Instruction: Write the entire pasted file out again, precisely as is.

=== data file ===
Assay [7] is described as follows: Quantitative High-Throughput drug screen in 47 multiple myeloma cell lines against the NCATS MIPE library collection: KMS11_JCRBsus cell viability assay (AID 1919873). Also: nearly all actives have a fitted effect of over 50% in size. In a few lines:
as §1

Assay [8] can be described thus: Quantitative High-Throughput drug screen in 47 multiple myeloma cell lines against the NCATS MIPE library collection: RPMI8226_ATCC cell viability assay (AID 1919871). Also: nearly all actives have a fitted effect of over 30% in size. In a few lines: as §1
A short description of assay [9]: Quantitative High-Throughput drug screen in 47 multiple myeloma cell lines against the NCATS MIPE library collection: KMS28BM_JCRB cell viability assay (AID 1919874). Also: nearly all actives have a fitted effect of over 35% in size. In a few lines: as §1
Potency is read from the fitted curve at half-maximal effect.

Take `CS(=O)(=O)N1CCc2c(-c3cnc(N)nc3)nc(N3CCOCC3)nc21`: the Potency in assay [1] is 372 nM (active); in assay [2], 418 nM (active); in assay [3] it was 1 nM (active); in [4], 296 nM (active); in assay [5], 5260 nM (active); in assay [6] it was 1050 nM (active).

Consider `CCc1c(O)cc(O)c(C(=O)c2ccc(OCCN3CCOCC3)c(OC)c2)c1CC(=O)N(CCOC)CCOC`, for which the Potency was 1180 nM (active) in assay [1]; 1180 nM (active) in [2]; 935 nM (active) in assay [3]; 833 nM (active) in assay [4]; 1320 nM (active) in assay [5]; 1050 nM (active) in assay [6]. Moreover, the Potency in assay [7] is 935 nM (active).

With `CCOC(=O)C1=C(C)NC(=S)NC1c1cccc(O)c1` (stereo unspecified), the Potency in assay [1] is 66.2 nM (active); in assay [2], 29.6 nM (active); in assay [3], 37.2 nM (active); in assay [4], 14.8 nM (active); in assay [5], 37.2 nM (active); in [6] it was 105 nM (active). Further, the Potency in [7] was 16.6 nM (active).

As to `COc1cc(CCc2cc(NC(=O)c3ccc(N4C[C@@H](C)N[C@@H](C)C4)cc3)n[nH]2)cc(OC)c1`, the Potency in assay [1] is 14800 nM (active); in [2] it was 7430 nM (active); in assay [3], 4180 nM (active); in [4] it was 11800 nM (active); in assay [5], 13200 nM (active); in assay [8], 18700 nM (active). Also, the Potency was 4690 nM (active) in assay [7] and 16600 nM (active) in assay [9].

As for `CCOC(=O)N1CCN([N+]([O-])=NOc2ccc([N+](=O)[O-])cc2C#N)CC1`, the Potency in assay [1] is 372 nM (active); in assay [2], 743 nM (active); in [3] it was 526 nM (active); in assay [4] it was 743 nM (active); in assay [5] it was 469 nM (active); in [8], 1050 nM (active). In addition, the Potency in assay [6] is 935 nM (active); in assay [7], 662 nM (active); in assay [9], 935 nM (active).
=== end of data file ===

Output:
Assay [7] is described as follows: Quantitative High-Throughput drug screen in 47 multiple myeloma cell lines against the NCATS MIPE library collection: KMS11_JCRBsus cell viability assay (AID 1919873). Also: nearly all actives have a fitted effect of over 50% in size. In a few lines:
as §1

Assay [8] can be described thus: Quantitative High-Throughput drug screen in 47 multiple myeloma cell lines against the NCATS MIPE library collection: RPMI8226_ATCC cell viability assay (AID 1919871). Also: nearly all actives have a fitted effect of over 30% in size. In a few lines: as §1
A short description of assay [9]: Quantitative High-Throughput drug screen in 47 multiple myeloma cell lines against the NCATS MIPE library collection: KMS28BM_JCRB cell viability assay (AID 1919874). Also: nearly all actives have a fitted effect of over 35% in size. In a few lines: as §1
Potency is read from the fitted curve at half-maximal effect.

Take `CS(=O)(=O)N1CCc2c(-c3cnc(N)nc3)nc(N3CCOCC3)nc21`: the Potency in assay [1] is 372 nM (active); in assay [2], 418 nM (active); in assay [3] it was 1 nM (active); in [4], 296 nM (active); in assay [5], 5260 nM (active); in assay [6] it was 1050 nM (active).

Consider `CCc1c(O)cc(O)c(C(=O)c2ccc(OCCN3CCOCC3)c(OC)c2)c1CC(=O)N(CCOC)CCOC`, for which the Potency was 1180 nM (active) in assay [1]; 1180 nM (active) in [2]; 935 nM (active) in assay [3]; 833 nM (active) in assay [4]; 1320 nM (active) in assay [5]; 1050 nM (active) in assay [6]. Moreover, the Potency in assay [7] is 935 nM (active).

With `CCOC(=O)C1=C(C)NC(=S)NC1c1cccc(O)c1` (stereo unspecified), the Potency in assay [1] is 66.2 nM (active); in assay [2], 29.6 nM (active); in assay [3], 37.2 nM (active); in assay [4], 14.8 nM (active); in assay [5], 37.2 nM (active); in [6] it was 105 nM (active). Further, the Potency in [7] was 16.6 nM (active).

As to `COc1cc(CCc2cc(NC(=O)c3ccc(N4C[C@@H](C)N[C@@H](C)C4)cc3)n[nH]2)cc(OC)c1`, the Potency in assay [1] is 14800 nM (active); in [2] it was 7430 nM (active); in assay [3], 4180 nM (active); in [4] it was 11800 nM (active); in assay [5], 13200 nM (active); in assay [8], 18700 nM (active). Also, the Potency was 4690 nM (active) in assay [7] and 16600 nM (active) in assay [9].

As for `CCOC(=O)N1CCN([N+]([O-])=NOc2ccc([N+](=O)[O-])cc2C#N)CC1`, the Potency in assay [1] is 372 nM (active); in assay [2], 743 nM (active); in [3] it was 526 nM (active); in assay [4] it was 743 nM (active); in assay [5] it was 469 nM (active); in [8], 1050 nM (active). In addition, the Potency in assay [6] is 935 nM (active); in assay [7], 662 nM (active); in assay [9], 935 nM (active).